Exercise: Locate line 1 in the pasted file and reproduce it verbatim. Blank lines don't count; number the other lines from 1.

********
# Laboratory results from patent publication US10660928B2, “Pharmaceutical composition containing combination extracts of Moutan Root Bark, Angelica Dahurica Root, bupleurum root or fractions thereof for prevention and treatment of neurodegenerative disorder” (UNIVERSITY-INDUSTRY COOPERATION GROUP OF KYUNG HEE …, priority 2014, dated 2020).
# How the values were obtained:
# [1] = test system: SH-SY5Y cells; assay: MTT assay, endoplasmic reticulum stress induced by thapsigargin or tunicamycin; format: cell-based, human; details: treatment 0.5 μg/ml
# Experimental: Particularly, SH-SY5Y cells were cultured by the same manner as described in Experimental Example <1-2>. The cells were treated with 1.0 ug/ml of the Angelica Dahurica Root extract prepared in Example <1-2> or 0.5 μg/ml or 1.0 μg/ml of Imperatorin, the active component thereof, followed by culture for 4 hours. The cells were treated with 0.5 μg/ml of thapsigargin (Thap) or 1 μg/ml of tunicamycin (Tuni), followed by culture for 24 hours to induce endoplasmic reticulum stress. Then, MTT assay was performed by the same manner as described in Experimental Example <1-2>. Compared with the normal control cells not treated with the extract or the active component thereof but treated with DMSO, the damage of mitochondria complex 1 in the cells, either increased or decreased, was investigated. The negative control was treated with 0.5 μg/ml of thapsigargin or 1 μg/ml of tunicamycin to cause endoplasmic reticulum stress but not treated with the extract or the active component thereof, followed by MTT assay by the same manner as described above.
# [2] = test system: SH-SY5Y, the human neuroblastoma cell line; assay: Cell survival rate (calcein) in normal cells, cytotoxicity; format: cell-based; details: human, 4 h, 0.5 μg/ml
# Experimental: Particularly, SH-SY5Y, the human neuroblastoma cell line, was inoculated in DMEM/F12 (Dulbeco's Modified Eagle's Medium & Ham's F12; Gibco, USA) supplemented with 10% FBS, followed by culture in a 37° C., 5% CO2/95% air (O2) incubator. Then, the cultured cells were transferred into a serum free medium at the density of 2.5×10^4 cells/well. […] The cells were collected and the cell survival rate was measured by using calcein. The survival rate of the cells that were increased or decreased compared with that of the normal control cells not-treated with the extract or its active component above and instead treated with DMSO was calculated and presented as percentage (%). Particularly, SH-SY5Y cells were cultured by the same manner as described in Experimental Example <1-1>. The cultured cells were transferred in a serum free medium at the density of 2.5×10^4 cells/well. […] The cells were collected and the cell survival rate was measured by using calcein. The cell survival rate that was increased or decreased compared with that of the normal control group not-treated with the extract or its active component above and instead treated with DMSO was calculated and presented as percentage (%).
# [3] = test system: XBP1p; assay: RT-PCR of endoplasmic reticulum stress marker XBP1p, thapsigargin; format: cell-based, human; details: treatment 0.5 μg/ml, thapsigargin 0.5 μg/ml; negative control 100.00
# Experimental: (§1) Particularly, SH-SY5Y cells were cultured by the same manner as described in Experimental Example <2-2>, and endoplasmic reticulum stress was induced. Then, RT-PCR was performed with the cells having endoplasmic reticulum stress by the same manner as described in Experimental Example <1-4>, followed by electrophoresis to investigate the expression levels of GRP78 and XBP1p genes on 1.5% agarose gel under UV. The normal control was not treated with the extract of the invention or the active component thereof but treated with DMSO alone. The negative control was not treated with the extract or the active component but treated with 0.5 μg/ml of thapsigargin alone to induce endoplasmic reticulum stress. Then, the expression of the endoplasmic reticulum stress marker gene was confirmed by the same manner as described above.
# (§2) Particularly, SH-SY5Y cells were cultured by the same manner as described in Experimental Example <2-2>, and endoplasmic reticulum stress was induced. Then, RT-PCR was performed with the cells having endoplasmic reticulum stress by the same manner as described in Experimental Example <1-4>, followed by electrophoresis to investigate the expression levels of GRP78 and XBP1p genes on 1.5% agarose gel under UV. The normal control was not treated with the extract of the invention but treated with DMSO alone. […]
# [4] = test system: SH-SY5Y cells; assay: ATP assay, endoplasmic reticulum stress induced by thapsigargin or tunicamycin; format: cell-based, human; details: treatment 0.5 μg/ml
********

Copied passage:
# Laboratory results from patent publication US10660928B2, “Pharmaceutical composition containing combination extracts of Moutan Root Bark, Angelica Dahurica Root, bupleurum root or fractions thereof for prevention and treatment of neurodegenerative disorder” (UNIVERSITY-INDUSTRY COOPERATION GROUP OF KYUNG HEE …, priority 2014, dated 2020).